How a Mother Weaned Her Girl from Fairy Tales: and Other Stories by Kate Bernheimer is officially released in August, but it is already shipping from booksellers and available in eformat, too. Some of the stories have been previously published. There is a great review at Heavy Feather.
One might call Bernheimer a bit of a fairy tale activist. In her essay “Fairy Tale is Form, Form is Fairy Tale,”featured in The Writer’s Notebook: Craft Essays From Tin House, she notes their “critical underappreciation”—both with respect to the role they play in our literary tradition and the insights they might offer contemporary fiction writers—owing in part to their long standing affiliation with women and children. But to ignore fairy tales, according to Bernheimer, is to ignore an artistic treasure trove. “Fairy tales are the skeletons of story,” she writes. “Reading them often provides and uneasy sensation—a gnawing familiarity—that comforting yet supernatural awareness of living inside a story.” Their governing form, which usually emphasizes elements of abstraction, flat characters, and intuitive logic, flies in the face of Conventional Fiction Workshop Wisdom. And yet, by forgoing the usual character-driven, show-don’t-tell modus operandi, fairy tales can tap into narratives that feel both familiar and wildly innovative. That dissonance is partly what makes How A Mother Weaned Her Girl from Fairy Tales so seductive. As readers, one of the reasons we’re able to inhabit Bernheimer’s stories is because, as fairy tales, they’re not already crowded by other souls. Or perhaps, as Bernheimer suggests in her essay, because the fairy tale tradition is already embedded inside us.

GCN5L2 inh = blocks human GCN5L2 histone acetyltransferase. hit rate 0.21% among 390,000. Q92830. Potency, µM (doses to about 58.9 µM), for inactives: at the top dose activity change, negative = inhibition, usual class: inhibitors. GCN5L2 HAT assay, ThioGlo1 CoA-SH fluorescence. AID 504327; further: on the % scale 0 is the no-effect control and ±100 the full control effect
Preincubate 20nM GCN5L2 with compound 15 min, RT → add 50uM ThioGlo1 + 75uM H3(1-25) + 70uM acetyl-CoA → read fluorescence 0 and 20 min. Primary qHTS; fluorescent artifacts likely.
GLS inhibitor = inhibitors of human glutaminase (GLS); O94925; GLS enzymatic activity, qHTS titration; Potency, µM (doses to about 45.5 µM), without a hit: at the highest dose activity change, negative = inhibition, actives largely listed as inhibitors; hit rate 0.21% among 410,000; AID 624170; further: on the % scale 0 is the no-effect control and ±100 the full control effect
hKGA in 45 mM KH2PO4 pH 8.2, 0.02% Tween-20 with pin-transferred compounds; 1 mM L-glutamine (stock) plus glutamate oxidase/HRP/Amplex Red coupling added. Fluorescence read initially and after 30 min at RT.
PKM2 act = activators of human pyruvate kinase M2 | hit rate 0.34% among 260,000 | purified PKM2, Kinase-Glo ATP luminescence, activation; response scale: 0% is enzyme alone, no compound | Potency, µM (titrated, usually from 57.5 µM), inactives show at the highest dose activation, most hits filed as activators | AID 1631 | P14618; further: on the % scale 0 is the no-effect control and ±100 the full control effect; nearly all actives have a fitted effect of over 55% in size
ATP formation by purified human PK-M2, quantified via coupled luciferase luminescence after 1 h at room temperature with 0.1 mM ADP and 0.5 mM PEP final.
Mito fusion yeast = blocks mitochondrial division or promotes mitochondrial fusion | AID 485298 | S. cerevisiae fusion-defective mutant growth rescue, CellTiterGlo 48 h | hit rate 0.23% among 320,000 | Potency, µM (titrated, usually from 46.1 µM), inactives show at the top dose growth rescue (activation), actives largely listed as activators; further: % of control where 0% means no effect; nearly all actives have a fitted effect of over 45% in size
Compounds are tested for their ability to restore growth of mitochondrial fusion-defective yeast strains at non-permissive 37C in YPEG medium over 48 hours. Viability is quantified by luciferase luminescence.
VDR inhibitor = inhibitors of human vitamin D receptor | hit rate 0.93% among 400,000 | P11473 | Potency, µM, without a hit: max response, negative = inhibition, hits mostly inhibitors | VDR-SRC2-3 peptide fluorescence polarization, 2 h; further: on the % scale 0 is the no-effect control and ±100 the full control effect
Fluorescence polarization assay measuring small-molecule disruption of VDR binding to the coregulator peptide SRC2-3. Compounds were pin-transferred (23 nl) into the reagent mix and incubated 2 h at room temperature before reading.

Kate also recently had a piece published on NPR, Surviving An Adult World In Fairy Tales, And Real Life:
These aren't escapist fantasies; they're stories of kids facing unimaginable terror.
As Tatar writes, in fairy tales children must find radical ways to "survive a world ruled by adults." This is our grim reality. And it's the grim reality of these children at the border as well. Of course, not all endings are unhappy. Remember Hansel and Gretel? They manage to shove that witch in the oven, and they emerge from the forest ... alive.
But back to Kate's book, which I haven't acquired yet, but wanted to announce here since I saw it was shipping.
Elegant and brutal, the stories in Kate Bernheimer's latest collection occupy a heightened landscape, where the familiar cedes to the grotesque and nonsense just as often devolves into terror. These are fairy tales out of time, renewing classic stories we think we know, like one of Bernheimer's girls, whose hands of steel turn to flowers, leaving her beautiful but alone.
Kate Bernheimer is the author of the short story collection Horse, Flower, Bird and the editor of My Mother She Killed Me, My Father He Ate Me: Forty New Fairy Tales and the journal Fairy Tale Review.
Table of Contents:
The Old Dinosaur
Pink Horse Tale
Tale of Disappearance
The Librarian's Ta1e
Professor Helen C. Andersen
Oh Jolly Playmate!
How a Mother Weaned Her Girl from Fairy Tales
Babes in the Woods
The Girl with the Talking Shadow